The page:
News & Insights

Update on UK-EU Relationship

An update on the relationship between the UK and EU in a post-Brexit world, as an eventful 2022 draws to a close.

Northern Ireland

The Northern Ireland Protocol Bill is set to enter the report stage in the House of Lords. At the committee stage, several members of the Lords raised concerns over clause 18 of the Bill, which permits ministers to “engage in conduct” in relation to matters dealt with in the Northern Ireland Protocol if the minister “considers it appropriate to do so”. This wide discretion granted to ministers has resulted in some of the Lords referring to clause 18 as the “do whatever you like” clause. The Northern Ireland Protocol Bill, and its anticipated impact on the Protocol, has proved to be a point of contention between the UK Government and the EU – you can read more about the effects of the Bill here.

Despite this, UK Prime Minister Rishi Sunak and President of the European Commission Ursula von der Leyen have vowed to “work together” to find a solution on the Northern Ireland Protocol. During a phone call on Thursday 22 December 2022, the pair discussed post-Brexit arrangements in Northern Ireland and the war in Ukraine. There are indications that the recently icy relationship between Westminster and Brussels may be set to thaw, although it remains to be seen how the impasse over Northern Ireland will be breached. The EU have remained, at least on the surface, stubbornly opposed to conceding any ground on the Protocol, while any compromise made by Sunak is likely to be met with criticism from the Conservative backbenches.

A glimmer of hope appeared on Monday 9 January 2023, with the British Foreign Secretary, James Cleverly, and European Commission Vice President Maroš Šefčovič meeting to discuss the Protocol. Following discussions, the pair announced agreement on EU access to UK IT systems recording the flow of goods from Northern Ireland to Great Britain. This positive development indicates that more progress may be made on the Protocol in the coming months. A follow-up meeting on Monday 16 January 2023, which some anticipated would result in a breakthrough on the Protocol, ultimately did not result in any substantive agreement, although the mood remains positive as the two sides continue to work towards a framework for an agreement for settlement.

Politically, Northern Ireland remains deadlocked, with the Democratic Unionist Party refusing to join in forming a new government, in protest of the Protocol. The Secretary of State for Northern Ireland, Chris Heaton-Harris, initially extended the deadline to form a new Assembly Executive to 8 December 2022, but this has now been further extended to 13 April 2023. The UK Government will therefore need to keep the demands of the DUP in mind when negotiating a compromise with the EU, as their refusal to accede to any such renegotiated form of the Protocol would necessitate new Northern Ireland Assembly Elections by 13 April 2023 – with no guarantee that the outcome of those elections will break the deadlock. Further, the minimum campaigning time is 6 weeks, meaning that any election would need to be called by 5 March at the latest; leaving just over a month for the UK and EU to reach a deal that the DUP deem acceptable. Mr Harris and Mr Cleverly travelled to Belfast on Wednesday 11 January to meet with political parties regarding “issues created by the Northern Ireland Protocol” – although Mary Lou McDonald, leader of Sinn Fein, was not invited to these talks.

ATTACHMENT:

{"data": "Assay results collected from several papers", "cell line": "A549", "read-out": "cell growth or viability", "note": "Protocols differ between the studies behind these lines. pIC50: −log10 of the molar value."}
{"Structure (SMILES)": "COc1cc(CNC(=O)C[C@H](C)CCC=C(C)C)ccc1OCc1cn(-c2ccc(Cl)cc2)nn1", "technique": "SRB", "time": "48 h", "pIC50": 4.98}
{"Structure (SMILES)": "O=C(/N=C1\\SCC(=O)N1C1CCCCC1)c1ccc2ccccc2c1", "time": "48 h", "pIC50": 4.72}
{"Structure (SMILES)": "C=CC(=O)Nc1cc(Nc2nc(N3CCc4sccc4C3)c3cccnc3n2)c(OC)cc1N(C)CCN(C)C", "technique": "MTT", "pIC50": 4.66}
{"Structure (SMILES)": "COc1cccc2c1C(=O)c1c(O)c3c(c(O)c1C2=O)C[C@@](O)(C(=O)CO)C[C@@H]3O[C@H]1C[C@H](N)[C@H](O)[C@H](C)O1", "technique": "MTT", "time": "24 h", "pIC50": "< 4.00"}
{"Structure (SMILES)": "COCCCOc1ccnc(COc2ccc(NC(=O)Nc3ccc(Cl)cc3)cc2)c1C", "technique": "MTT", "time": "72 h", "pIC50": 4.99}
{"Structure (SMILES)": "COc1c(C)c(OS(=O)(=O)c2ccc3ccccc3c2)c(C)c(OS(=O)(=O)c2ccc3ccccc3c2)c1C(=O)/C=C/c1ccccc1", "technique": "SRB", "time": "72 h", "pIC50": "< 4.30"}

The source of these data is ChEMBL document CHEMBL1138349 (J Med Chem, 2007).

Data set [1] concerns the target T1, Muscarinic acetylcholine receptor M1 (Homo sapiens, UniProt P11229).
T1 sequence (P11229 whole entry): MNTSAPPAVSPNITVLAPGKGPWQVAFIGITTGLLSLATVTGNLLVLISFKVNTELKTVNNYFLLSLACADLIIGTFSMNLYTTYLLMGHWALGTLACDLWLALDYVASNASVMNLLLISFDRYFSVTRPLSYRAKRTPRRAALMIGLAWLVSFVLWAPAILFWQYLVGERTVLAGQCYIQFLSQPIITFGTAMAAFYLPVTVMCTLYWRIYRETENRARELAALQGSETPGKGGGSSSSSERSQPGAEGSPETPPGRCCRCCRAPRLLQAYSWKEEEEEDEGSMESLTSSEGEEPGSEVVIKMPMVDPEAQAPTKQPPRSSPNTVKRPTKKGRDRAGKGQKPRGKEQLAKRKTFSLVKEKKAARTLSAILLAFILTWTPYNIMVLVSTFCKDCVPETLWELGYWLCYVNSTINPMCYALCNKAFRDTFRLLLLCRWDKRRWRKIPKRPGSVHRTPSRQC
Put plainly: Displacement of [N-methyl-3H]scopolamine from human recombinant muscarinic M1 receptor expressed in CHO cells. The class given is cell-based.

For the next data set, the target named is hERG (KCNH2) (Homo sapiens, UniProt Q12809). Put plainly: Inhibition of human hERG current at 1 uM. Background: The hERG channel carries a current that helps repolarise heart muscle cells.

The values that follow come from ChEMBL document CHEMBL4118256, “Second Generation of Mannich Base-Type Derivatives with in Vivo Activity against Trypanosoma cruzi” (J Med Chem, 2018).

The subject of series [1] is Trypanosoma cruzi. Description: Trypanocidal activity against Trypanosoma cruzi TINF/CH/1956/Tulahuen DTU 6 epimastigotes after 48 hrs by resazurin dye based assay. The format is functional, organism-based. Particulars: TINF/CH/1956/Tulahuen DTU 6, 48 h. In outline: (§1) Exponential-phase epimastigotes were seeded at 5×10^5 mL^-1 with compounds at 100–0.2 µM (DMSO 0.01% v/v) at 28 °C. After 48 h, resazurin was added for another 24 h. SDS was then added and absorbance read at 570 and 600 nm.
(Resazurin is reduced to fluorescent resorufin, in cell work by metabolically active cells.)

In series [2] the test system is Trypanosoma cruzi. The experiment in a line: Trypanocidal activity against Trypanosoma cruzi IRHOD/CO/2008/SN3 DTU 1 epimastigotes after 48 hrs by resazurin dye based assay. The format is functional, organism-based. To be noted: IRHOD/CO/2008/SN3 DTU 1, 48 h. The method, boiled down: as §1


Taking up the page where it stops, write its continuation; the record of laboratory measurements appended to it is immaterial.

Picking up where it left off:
Revocation of EU Law

We previously covered the introduction of the Retained EU Law (Revocation and Reform) Bill in the British House of Commons, which promises to repeal all retained EU law by 31 December 2023, unless specific legislation is introduced to keep such law in place. You can read about the Bill’s potentially dramatic impact on employment rights here.

Since our last update, the only amendments made to the Bill have been drafting changes introduced by the Government itself. Amendments tabled by the Opposition, to carving out employment rights and environmental protections, and require the Government to publish a complete list of the legislation that will be impacted by the Bill, were unsurprisingly defeated, given the current Conservative majority in the Commons. However, it is widely expected that the Bill will face greater opposition in the Lords.